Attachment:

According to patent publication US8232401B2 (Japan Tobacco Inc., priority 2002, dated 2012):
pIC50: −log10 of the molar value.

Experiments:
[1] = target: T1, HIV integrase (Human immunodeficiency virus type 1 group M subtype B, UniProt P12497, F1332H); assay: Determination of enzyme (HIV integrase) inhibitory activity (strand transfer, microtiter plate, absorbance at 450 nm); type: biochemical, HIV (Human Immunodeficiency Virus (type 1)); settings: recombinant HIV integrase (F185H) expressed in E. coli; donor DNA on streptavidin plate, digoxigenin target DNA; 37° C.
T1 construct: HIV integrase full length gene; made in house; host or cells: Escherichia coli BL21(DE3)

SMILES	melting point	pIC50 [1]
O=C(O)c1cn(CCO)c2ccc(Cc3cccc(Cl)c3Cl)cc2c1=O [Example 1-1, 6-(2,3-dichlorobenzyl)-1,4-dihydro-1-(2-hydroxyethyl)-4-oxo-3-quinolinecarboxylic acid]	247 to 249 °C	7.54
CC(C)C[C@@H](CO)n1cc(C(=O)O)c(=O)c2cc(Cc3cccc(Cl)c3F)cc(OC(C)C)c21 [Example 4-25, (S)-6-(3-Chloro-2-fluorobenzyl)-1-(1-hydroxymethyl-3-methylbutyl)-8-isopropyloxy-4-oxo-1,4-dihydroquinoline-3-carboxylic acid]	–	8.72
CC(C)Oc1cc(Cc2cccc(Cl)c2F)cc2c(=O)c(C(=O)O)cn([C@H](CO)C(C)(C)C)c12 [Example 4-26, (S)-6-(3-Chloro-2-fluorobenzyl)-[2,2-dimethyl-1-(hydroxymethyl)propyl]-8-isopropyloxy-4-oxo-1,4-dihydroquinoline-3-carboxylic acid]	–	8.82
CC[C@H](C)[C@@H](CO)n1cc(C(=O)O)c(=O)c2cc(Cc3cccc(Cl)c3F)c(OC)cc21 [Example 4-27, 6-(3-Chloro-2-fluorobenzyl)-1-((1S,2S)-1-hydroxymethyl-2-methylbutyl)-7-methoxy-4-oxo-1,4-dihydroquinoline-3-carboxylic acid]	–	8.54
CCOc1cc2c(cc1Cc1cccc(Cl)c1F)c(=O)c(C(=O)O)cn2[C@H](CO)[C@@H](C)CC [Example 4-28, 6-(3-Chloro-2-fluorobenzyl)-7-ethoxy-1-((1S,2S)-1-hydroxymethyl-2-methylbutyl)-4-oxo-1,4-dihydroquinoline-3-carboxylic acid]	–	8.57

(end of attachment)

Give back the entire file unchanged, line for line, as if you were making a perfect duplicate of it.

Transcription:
According to patent publication US8232401B2 (Japan Tobacco Inc., priority 2002, dated 2012):
pIC50: −log10 of the molar value.

Experiments:
[1] = target: T1, HIV integrase (Human immunodeficiency virus type 1 group M subtype B, UniProt P12497, F1332H); assay: Determination of enzyme (HIV integrase) inhibitory activity (strand transfer, microtiter plate, absorbance at 450 nm); type: biochemical, HIV (Human Immunodeficiency Virus (type 1)); settings: recombinant HIV integrase (F185H) expressed in E. coli; donor DNA on streptavidin plate, digoxigenin target DNA; 37° C.
T1 construct: HIV integrase full length gene; made in house; host or cells: Escherichia coli BL21(DE3)

SMILES	melting point	pIC50 [1]
O=C(O)c1cn(CCO)c2ccc(Cc3cccc(Cl)c3Cl)cc2c1=O [Example 1-1, 6-(2,3-dichlorobenzyl)-1,4-dihydro-1-(2-hydroxyethyl)-4-oxo-3-quinolinecarboxylic acid]	247 to 249 °C	7.54
CC(C)C[C@@H](CO)n1cc(C(=O)O)c(=O)c2cc(Cc3cccc(Cl)c3F)cc(OC(C)C)c21 [Example 4-25, (S)-6-(3-Chloro-2-fluorobenzyl)-1-(1-hydroxymethyl-3-methylbutyl)-8-isopropyloxy-4-oxo-1,4-dihydroquinoline-3-carboxylic acid]	–	8.72
CC(C)Oc1cc(Cc2cccc(Cl)c2F)cc2c(=O)c(C(=O)O)cn([C@H](CO)C(C)(C)C)c12 [Example 4-26, (S)-6-(3-Chloro-2-fluorobenzyl)-[2,2-dimethyl-1-(hydroxymethyl)propyl]-8-isopropyloxy-4-oxo-1,4-dihydroquinoline-3-carboxylic acid]	–	8.82
CC[C@H](C)[C@@H](CO)n1cc(C(=O)O)c(=O)c2cc(Cc3cccc(Cl)c3F)c(OC)cc21 [Example 4-27, 6-(3-Chloro-2-fluorobenzyl)-1-((1S,2S)-1-hydroxymethyl-2-methylbutyl)-7-methoxy-4-oxo-1,4-dihydroquinoline-3-carboxylic acid]	–	8.54
CCOc1cc2c(cc1Cc1cccc(Cl)c1F)c(=O)c(C(=O)O)cn2[C@H](CO)[C@@H](C)CC [Example 4-28, 6-(3-Chloro-2-fluorobenzyl)-7-ethoxy-1-((1S,2S)-1-hydroxymethyl-2-methylbutyl)-4-oxo-1,4-dihydroquinoline-3-carboxylic acid]	–	8.57